Fallen Officers Memorial
Memorial pays tribute to nine Sullivan officers
May 20, 2017 at 10:30 AM
BLOUNTVILLE — They gathered to remember these men who gave their lives in the line of duty: Lee “Eldridge” Eldreth, Hubert Webb, Bruce Barker, Arthur Lane, Glayton Parker, Roscoe Teague, Steve Mullins, Steve Riner and Barry Shelton.
Each carried various ranks in life. And each gave his life “to protect and to serve” as officers of the law. Eldreth was killed Christmas Day, 1907. Riner and Mullins were killed Sept. 29, 2001.
There’s a permanent memorial just outside the Sullivan County Sheriff’s Office with each man’s name engraved on granite and watched over by an eternal flame. Current officers pass it as they come and go. But once a year, they invite the public to gather with them to pay tribute. Front and center always are any surviving family members of the fallen officers.
Friday’s ceremony began with the placement of a fresh floral wreath on that memorial. The Sullivan Central High School Cougar Sing Ensemble followed with “Amazing Grace.”
Sheriff Wayne Anderson, his voice belying his emotion, welcomed and thanked all those gathered.
David Browing, in character as “The Mayberry Deputy,” delivered the keynote speech in memory of the fallen officers.
Browning is known far and wide for his portrayal, played mostly for laughs, of the Barney Fife-esque lawman.
His speech Friday did use some humor, but in a way that brought focus to the solemnity of the occasion.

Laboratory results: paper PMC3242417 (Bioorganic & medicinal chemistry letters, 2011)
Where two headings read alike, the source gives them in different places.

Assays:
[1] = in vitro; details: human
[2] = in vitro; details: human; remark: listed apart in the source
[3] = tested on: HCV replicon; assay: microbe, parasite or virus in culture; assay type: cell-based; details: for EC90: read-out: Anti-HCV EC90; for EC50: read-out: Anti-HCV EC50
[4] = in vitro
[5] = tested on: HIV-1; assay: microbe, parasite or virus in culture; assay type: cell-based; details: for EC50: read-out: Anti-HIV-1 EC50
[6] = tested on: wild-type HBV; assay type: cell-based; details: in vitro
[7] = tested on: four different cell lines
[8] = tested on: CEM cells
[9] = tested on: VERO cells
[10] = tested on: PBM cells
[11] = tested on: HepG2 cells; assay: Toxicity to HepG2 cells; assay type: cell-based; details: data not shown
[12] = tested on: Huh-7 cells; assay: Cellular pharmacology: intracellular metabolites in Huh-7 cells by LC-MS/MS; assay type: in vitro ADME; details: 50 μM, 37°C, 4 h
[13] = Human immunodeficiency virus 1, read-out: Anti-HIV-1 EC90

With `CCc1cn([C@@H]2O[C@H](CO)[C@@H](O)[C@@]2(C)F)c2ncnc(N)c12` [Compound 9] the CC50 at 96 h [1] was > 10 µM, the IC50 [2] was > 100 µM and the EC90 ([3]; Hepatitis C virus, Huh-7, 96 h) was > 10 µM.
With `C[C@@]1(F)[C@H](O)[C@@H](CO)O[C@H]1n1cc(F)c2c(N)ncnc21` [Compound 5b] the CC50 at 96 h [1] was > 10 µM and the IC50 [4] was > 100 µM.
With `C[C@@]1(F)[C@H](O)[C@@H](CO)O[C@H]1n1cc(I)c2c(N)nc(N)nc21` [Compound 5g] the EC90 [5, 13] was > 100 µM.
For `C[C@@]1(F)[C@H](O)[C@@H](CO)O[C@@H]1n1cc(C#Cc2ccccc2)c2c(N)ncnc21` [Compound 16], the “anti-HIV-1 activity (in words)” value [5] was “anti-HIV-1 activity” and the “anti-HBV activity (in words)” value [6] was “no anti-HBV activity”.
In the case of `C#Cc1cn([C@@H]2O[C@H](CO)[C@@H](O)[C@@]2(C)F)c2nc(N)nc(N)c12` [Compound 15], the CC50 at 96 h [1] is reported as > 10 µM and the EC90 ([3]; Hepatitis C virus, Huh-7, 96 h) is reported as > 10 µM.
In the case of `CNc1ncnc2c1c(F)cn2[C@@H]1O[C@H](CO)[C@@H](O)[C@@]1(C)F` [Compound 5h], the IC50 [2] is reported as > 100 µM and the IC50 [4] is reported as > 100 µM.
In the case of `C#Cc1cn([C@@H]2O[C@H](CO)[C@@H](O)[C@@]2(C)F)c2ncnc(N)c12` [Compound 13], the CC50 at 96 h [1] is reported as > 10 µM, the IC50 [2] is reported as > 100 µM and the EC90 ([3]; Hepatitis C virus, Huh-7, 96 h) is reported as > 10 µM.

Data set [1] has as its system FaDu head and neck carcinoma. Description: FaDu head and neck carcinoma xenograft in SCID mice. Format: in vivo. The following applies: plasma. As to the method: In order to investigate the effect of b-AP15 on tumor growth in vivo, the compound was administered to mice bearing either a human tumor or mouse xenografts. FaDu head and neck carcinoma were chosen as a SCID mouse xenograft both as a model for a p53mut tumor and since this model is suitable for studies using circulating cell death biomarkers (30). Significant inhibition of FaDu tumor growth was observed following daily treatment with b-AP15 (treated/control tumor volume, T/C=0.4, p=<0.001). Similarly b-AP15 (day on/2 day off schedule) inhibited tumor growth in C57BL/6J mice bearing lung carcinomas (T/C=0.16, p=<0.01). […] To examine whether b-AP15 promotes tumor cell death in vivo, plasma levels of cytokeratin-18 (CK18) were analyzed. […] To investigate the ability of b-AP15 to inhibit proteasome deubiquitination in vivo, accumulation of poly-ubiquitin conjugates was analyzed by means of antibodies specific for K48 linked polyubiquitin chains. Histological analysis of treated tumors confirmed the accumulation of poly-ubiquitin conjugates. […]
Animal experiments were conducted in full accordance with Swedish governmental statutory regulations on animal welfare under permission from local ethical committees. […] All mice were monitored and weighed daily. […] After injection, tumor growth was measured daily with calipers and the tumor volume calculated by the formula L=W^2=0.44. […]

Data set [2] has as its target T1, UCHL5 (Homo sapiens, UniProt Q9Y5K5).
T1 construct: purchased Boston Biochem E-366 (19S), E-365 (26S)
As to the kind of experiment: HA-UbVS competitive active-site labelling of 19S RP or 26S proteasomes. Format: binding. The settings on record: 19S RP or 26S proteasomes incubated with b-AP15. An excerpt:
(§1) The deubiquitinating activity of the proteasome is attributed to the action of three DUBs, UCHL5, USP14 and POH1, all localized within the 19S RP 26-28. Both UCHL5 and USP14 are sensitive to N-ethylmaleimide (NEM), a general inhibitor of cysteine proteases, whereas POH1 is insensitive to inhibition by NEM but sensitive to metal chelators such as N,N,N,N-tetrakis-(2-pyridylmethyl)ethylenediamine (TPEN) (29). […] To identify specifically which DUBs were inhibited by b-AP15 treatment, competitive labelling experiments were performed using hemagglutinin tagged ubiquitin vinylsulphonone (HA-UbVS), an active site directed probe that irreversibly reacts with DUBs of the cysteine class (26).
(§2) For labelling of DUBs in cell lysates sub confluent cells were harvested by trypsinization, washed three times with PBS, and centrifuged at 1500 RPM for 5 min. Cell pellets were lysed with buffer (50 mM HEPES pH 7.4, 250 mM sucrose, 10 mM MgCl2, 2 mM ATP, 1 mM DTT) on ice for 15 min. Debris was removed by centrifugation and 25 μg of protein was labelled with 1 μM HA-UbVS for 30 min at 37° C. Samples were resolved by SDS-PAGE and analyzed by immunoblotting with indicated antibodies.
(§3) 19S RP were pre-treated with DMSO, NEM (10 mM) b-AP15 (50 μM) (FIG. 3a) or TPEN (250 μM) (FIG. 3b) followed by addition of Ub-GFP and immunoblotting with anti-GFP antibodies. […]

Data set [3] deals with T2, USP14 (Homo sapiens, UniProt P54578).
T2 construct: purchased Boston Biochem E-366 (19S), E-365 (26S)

Browning said it is time to lift law enforcement up, rather than tear it down.
“You know, Barney says, ‘Nip it in the bud.’ My ‘nip it’ is a little bit different. ‘Nip it’ for me stands for ... now it’s possible, it’s time. It’s time to change our attitude toward law enforcement. Those of us here today already know what a good attitude toward law enforcement is, but we’ve got to share it with other people. Now it’s possible. It’s time.”
Browning said today’s technology — namely cell phones — will never replace a handshake or personal greeting.
“It’s never going to take the place of walking up to somebody and saying, ‘I care about you, and I’m interested in the troubles you have in your life and how I might help you.’ It’ll never replace that. We can never, ever forget that human contact that we can have and the inspiration that we can be for other people. I know law enforcement does it all the time. ... Don’t forget to walk up to an officer and say, ‘Thank you.’ I never hesitate to do it, because they deserve it.”